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Sotorasib increases progression-free survival compared with docetaxel in KRASG12C-mutated non-small-cell lung cancer
The phase 3 CodeBreaK 200 trial, recently published on The Lancet, shows that oral sotorasib had improved efficacy, with a better toxicity profile and quality of life, compared with intravenous docetaxel in patients with advanced non-small-cell lung cancer with the KRASG12C mutation and who had been previously treated with other anticancer drugs.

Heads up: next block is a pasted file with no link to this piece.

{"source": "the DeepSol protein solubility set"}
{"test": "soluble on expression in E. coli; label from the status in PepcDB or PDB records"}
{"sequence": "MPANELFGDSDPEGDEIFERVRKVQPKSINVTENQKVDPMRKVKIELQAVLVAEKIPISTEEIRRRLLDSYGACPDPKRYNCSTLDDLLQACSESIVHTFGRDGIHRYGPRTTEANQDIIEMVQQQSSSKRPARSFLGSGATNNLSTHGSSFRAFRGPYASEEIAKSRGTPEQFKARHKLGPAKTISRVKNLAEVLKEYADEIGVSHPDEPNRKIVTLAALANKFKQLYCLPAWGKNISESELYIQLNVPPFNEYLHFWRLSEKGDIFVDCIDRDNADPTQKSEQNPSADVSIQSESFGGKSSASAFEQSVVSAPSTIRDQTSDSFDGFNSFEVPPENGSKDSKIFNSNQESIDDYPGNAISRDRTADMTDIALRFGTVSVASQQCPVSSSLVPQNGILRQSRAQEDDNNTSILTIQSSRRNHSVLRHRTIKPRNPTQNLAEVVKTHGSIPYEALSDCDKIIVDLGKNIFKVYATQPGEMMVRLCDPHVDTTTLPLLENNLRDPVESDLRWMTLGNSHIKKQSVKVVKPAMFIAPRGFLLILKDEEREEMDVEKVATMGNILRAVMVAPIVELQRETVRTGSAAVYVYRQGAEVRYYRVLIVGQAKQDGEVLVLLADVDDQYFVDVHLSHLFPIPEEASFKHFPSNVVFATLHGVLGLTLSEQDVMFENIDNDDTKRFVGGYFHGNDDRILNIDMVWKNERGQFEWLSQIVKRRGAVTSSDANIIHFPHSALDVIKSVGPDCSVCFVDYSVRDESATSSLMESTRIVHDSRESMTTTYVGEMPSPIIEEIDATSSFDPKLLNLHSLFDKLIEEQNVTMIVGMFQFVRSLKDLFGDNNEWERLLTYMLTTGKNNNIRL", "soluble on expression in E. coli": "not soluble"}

The first-line treatments for patients with advanced non-small-cell lung cancer without actionable mutations are platinum-based therapy and immunotherapy, which can be given concurrently or sequentially. Following the progression of non-small-cell lung cancer, few treatment options exist and the prognosis is poor. The taxane docetaxel is a standard of care, but efficacy is modest with notable toxic effects and decline of health-related quality of life. Previously reported data from the phase 1/2 CodeBreaK 100 clinical trial indicating that sotorasib, a KRASG12C inhibitor, showed a durable overall response rate of 41%, 2-year overall survival of 33%, and a favorable safety profile in patients with advanced non-small-cell lung cancer with the KRASG12C mutation and who had been previously treated with other anticancer drugs. This first global phase 3 randomized controlled trial, conducted at 148 centres in 22 countries, enrolled 345 patients with KRASG12C-mutated advanced non-small-cell lung cancer, who progressed after previous platinum-based chemotherapy and a PD-1 or PD-L1 inhibitor; patients were randomly assigned to receive sotorasib or docetaxel and after a median follow-up of 17.7 month, there was a median progression-free survival of 5.6 months for sotorasib versus 4.5 months with docetaxel. Sotorasib was well tolerated and significantly increased progression-free survival. «Sotorasib is the first KRASG12C inhibitor to show statistically significant improvement in progression-free survival compared with standard-of-care docetaxel, with a 34% decrease in the relative risk of disease progression or death with sotorasib», authors say. «Therefore it should be considered as a treatment option for these patients, who have a substantial unmet clinical need».